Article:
As the lead single from Achtung Baby, “The Fly” signaled a new direction for U2. But it turns out that they might not have found it on their own. British guitarist Paul Rose is suing the band, claiming they took elements of his song “Nae Slappin’” for “The Fly.”

The New York Post is reporting that Rose filed suit in a Manhattan court, saying that he and U2 were signed to Island Records in 1989, when he gave the song’s demo to the label. He claimed that U2 were looking for new musical ideas after the massive successes of The Joshua Tree and Rattle and Hum, and often heard Rose’s song playing in Island’s offices. Thomas Mullaney, Rose lawyer, said that a former Island employee will confirm that the band had access to the song, an important aspect of proving plagiarism.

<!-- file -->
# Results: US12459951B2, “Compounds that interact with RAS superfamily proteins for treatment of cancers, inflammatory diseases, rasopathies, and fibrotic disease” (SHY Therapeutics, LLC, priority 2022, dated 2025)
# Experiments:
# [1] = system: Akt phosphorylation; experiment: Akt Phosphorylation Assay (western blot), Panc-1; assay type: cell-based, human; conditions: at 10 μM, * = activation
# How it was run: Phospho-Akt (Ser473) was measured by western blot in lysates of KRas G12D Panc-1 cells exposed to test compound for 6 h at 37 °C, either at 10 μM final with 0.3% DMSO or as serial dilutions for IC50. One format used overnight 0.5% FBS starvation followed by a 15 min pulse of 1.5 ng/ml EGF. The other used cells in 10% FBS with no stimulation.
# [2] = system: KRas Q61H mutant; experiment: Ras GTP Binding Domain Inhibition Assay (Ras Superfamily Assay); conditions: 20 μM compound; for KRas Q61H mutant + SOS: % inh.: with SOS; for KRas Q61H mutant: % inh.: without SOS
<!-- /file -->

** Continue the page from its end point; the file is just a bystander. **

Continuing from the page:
“Although perhaps the most popular rock band in the world in the 1980s, by that decade’s end the band felt in need of reinvigoration,” the lawsuit reads.

Rose is seeking $5 million in damages, songwriting credit and reimbursement of lawyer’s fees. Mullaney added that Rose has waited all these years to file suit because he felt that doing so at the time could have damaged his career.

The suit alleges that “The Fly” is simply a rewrite of “Nae Slappin’,” with “an elaborate and distinctive guitar solo nearly identical to” the song. “An ordinary lay observer would reasonably find that the songs are substantially similar and that an infringement has occurred.” You can judge for yourself. We’ve embedded U2’s song above and Rose’s song below.

Listen to Paul Rose’s “Nae Slappin’”

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